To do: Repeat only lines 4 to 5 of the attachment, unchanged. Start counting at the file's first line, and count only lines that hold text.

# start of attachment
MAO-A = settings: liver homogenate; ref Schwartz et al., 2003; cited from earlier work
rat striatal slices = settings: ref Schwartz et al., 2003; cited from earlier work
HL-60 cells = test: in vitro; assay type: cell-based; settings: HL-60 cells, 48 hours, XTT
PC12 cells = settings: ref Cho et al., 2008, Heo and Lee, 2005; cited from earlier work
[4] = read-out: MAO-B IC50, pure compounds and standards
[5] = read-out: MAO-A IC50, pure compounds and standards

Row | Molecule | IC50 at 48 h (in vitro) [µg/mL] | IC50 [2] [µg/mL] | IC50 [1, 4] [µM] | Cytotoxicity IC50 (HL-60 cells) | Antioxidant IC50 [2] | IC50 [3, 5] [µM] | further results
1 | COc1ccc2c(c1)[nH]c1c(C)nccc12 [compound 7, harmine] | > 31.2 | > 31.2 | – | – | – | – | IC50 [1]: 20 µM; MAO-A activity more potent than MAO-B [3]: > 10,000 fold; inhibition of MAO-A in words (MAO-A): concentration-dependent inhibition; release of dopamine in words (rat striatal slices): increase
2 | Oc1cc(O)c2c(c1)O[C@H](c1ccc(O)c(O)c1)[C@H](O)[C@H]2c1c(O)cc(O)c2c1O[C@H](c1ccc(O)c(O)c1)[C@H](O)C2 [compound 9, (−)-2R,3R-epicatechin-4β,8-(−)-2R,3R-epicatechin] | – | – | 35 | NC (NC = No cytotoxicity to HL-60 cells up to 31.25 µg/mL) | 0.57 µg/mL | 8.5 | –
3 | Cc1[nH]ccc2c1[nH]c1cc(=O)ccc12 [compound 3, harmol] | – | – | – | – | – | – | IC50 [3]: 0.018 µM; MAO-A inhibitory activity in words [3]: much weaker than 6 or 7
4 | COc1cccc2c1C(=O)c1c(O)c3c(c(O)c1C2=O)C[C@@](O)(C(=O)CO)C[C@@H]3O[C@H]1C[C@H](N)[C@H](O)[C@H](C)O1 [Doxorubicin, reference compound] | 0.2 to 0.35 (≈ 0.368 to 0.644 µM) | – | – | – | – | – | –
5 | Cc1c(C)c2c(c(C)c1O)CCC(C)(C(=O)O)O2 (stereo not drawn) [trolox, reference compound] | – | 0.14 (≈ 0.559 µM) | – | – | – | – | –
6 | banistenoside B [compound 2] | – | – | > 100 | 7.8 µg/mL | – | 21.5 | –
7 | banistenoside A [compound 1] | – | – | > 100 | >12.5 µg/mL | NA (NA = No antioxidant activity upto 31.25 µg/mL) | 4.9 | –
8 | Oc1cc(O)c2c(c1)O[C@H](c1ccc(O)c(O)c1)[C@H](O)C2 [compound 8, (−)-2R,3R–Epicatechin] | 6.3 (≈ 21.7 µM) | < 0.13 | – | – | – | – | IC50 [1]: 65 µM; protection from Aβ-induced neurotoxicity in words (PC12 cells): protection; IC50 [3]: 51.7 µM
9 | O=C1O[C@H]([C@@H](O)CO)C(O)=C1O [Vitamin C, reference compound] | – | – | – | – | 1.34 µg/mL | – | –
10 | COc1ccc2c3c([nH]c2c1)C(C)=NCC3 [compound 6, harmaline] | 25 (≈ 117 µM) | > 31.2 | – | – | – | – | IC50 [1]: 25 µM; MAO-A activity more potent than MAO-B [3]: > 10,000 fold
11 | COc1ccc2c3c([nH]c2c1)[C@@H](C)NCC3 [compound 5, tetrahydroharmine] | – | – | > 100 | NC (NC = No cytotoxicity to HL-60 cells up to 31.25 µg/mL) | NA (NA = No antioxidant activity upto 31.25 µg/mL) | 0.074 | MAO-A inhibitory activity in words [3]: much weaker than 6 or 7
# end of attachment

PC12 cells = settings: ref Cho et al., 2008, Heo and Lee, 2005; cited from earlier work
[4] = read-out: MAO-B IC50, pure compounds and standards